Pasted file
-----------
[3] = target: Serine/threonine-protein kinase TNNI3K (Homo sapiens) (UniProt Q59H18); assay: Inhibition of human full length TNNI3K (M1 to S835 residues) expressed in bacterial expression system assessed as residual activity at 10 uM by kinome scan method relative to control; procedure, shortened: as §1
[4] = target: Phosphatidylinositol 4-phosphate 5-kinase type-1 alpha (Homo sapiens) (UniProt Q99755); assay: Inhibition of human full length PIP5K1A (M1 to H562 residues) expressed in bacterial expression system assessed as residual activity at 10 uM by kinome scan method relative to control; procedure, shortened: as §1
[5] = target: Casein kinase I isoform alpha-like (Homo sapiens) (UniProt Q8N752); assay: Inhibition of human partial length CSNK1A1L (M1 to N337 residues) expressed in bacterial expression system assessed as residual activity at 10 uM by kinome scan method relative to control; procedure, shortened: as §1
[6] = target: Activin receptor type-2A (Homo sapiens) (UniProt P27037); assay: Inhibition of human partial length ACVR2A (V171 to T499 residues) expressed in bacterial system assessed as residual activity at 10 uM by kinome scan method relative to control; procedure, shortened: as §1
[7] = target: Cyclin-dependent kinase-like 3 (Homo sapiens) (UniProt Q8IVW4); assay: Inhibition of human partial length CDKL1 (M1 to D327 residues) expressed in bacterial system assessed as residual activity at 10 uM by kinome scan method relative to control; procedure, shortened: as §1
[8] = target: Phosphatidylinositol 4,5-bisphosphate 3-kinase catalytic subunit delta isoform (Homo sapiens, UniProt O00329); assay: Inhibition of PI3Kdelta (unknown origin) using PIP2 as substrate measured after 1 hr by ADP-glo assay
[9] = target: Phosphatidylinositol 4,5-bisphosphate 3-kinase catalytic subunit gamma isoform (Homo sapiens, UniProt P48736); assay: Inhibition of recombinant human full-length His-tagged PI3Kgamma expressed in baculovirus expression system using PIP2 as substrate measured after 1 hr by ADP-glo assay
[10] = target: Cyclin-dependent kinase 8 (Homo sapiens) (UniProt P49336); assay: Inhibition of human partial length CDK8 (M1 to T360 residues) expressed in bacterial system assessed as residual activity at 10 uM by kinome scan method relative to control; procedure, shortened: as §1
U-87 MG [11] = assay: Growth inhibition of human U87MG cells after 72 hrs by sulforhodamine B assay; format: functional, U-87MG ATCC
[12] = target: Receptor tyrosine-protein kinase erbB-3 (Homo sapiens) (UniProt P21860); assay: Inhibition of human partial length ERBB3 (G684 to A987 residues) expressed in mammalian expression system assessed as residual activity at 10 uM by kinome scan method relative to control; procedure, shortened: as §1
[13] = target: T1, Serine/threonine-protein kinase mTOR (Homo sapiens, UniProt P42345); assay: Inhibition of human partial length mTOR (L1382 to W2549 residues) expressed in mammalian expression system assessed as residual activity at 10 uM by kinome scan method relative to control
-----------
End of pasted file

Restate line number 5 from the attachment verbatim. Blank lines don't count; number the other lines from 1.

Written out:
[7] = target: Cyclin-dependent kinase-like 3 (Homo sapiens) (UniProt Q8IVW4); assay: Inhibition of human partial length CDKL1 (M1 to D327 residues) expressed in bacterial system assessed as residual activity at 10 uM by kinome scan method relative to control; procedure, shortened: as §1